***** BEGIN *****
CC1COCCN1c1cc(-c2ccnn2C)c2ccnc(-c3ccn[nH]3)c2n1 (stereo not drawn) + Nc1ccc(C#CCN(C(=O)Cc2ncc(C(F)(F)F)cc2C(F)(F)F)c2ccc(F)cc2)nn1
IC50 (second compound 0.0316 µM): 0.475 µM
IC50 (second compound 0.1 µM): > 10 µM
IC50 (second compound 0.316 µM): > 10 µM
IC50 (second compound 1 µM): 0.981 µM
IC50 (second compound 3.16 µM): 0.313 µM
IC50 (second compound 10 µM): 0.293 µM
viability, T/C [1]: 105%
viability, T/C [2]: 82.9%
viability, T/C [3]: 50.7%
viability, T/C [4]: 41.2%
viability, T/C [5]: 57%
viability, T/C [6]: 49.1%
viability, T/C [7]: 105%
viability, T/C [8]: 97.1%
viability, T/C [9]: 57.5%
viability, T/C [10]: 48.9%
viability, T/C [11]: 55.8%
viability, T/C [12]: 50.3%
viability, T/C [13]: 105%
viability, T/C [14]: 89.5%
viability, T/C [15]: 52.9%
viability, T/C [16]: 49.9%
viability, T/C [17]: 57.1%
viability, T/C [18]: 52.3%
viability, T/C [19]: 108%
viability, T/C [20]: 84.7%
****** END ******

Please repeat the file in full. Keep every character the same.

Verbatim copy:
CC1COCCN1c1cc(-c2ccnn2C)c2ccnc(-c3ccn[nH]3)c2n1 (stereo not drawn) + Nc1ccc(C#CCN(C(=O)Cc2ncc(C(F)(F)F)cc2C(F)(F)F)c2ccc(F)cc2)nn1
IC50 (second compound 0.0316 µM): 0.475 µM
IC50 (second compound 0.1 µM): > 10 µM
IC50 (second compound 0.316 µM): > 10 µM
IC50 (second compound 1 µM): 0.981 µM
IC50 (second compound 3.16 µM): 0.313 µM
IC50 (second compound 10 µM): 0.293 µM
viability, T/C [1]: 105%
viability, T/C [2]: 82.9%
viability, T/C [3]: 50.7%
viability, T/C [4]: 41.2%
viability, T/C [5]: 57%
viability, T/C [6]: 49.1%
viability, T/C [7]: 105%
viability, T/C [8]: 97.1%
viability, T/C [9]: 57.5%
viability, T/C [10]: 48.9%
viability, T/C [11]: 55.8%
viability, T/C [12]: 50.3%
viability, T/C [13]: 105%
viability, T/C [14]: 89.5%
viability, T/C [15]: 52.9%
viability, T/C [16]: 49.9%
viability, T/C [17]: 57.1%
viability, T/C [18]: 52.3%
viability, T/C [19]: 108%
viability, T/C [20]: 84.7%